Holidays seem to be synonymous with families trying to create traditions, but what I have learned is traditions don’t have to be grand scale family events, they can be little moments that you enjoy with a person in your family, the entire family or privately.
In fact, forced traditions really don’t hold the same meaning as those that occur organically.
Just last week, I was shopping with my oldest son, Wyatt, 20, and I saw some fruit cake. My mother, who died over seven years ago, loved fruit cake and would always purchase the small pre-sliced squares that you find at stores. Me and Wyatt had this moment remembering my mother and talking about her love of the holidays as we picked up fruit cake for the house. I thought to myself, ‘One day, Wyatt will have this moment with his children, buying fruit cake and talking about me and my mom with them.’ I smiled, because when so many people claim they hate fruit cake, that’ll never be the case for me or my children. It’ll be an unceremonious tradition they carry on. Later he brings baklava to the buggy. One for our house and one for his dorm room. Since he was in fourth grade, baklava has been a staple at our home for the holidays. I was in charge of his class’ Christmas party that year and I chose the theme, “Christmas Around the World.” We ate Greek baklava, played with dreidels and smashed a pinata, among other worldly food, fun and games that day. That was also the day that egg nog was introduced, and before Christmas, gallons will have been purchased for my boys to enjoy. There will actually be conversations about ‘who drank all the egg nog?’
In the years since, we have picked up the celebration of Saint Nicholas Day, Hanukkah and Jolabokaflod - Iceland’s Christmas Book Festival and Yuletide.
Throughout the month of December, activities in our house will include making Gingerbread houses, drinking hot chocolate, a holiday puzzle, making treats for our friends and neighbors, holiday movie marathons, Christmas decorations, including a tree in every room, opening British holiday crackers, mincemeat cookies and leaving Diet Coke for SanMo – which stands for Santa Mom.
These traditions didn’t happen overnight. They were developed and built upon from the time they were toddlers. When my children were little, I began making bucket lists to ensure that I would make the most of my time with them. As a journalist, you work a lot. It would have been easy to have let them entertain themselves whenever we were at home for the down time.
I didn’t want that. I wanted to ensure my kids had all the little and big moments I could afford them. To ensure we did a variety of things, I would sit down with them before each season and talk about all the things they wanted to try to do. We never did them all, but not for lack of trying. There were weekends filled with one activity after another. From blowing bubbles and flying kites in the spring to drinking hot chocolate and watching a movie, to visiting the Grinch’s Lair at Christmas. We set out to do as much as we could together. There were also weekends we’d unplug from technology and stay at home, playing games and enjoying life in the country. Those bucket lists help us create our family traditions for every season.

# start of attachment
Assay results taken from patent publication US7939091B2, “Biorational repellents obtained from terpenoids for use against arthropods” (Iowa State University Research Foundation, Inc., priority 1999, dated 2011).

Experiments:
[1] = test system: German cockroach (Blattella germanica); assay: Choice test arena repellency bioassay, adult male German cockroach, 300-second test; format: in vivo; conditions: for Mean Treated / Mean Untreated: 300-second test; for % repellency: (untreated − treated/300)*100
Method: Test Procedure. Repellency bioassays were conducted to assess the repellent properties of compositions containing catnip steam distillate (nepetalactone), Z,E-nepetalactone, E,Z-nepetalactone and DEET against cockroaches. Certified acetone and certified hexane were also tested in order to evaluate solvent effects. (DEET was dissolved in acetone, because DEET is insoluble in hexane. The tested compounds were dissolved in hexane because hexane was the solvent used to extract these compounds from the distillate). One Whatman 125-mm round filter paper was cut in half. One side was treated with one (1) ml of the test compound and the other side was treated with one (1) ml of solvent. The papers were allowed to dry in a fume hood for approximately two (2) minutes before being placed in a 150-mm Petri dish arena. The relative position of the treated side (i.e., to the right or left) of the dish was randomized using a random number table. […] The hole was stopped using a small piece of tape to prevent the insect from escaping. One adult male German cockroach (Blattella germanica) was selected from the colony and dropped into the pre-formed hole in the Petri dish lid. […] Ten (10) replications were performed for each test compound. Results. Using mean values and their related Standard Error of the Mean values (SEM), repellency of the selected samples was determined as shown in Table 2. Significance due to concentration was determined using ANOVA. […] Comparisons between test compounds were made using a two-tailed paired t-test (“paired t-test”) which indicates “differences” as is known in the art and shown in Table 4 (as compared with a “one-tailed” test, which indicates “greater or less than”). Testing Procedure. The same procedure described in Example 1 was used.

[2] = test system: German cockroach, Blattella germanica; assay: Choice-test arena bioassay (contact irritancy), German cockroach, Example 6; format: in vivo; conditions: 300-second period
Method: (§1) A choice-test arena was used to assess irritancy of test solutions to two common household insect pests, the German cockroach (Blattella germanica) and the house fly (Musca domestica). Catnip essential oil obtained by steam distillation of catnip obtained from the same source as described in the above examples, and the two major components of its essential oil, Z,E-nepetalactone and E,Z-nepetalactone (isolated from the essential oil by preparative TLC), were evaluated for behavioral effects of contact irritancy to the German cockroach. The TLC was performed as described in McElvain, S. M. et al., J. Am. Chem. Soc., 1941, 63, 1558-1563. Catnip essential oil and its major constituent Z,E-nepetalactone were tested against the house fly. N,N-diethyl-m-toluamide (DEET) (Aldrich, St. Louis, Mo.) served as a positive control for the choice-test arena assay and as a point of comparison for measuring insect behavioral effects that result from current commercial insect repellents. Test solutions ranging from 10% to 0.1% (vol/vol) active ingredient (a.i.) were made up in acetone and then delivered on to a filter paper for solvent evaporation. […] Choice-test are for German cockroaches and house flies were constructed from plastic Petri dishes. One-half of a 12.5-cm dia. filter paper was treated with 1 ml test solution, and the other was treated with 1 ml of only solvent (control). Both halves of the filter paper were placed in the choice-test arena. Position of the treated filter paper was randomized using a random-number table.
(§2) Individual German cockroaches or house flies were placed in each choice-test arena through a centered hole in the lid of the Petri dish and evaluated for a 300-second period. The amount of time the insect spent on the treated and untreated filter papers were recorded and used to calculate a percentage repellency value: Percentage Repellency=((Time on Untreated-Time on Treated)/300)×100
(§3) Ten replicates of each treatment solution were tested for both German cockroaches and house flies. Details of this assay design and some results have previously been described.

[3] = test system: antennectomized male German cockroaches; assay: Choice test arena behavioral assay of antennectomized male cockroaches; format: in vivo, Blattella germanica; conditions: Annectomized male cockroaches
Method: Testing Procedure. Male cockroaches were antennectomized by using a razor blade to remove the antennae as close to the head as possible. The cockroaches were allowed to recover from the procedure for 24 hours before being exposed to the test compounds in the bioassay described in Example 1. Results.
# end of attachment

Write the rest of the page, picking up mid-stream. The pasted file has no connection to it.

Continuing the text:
My boys, Wyatt and Walker, 20 and 16 respectively, have outgrown the bucket list, but they haven’t outgrown our traditions. I have let them lead and guide me with their requests of ‘when are we going to do...’ and ‘I can’t wait for ….’ and when they stop asking, I don’t push to continue. Nobody enjoys being forced into false merriment. Some things I still do on my on, just for me, and remember when. Don’t get me wrong. I’ll continue to throw things at the wall and see what sticks. Like this year we will be having “Home Alone” and “Elf” dinner nights, eating the foods featured in the movie. I got this idea from the “Charlie Brown Thanksgiving” we have annually, eating jelly beans, popcorn, pretzels and toast. I thought, ‘Walker loves cheese pizza, I like Diet Pepsi and Wyatt digs Tic-Tacs, we should totally be like Kevin in Home Alone one night during December.’ I always think this will be the last year we do Charlie Brown Thanksgiving and then Wyatt ask me, ‘so what night are watching the movie and eating jelly beans’ and my heart soars because its something he enjoyed as a child and wants to keep going. Just like the baklava, fruit cake and a dozen other things, one day I know Wyatt will be eating plates of jelly beans, toast, pretzels and popcorn with his family while they watch Snoopy and Woodstock make a feast for Charlie Brown and his friends. That kind of tradition is special. It’s one that will be a part of lives for generations to come.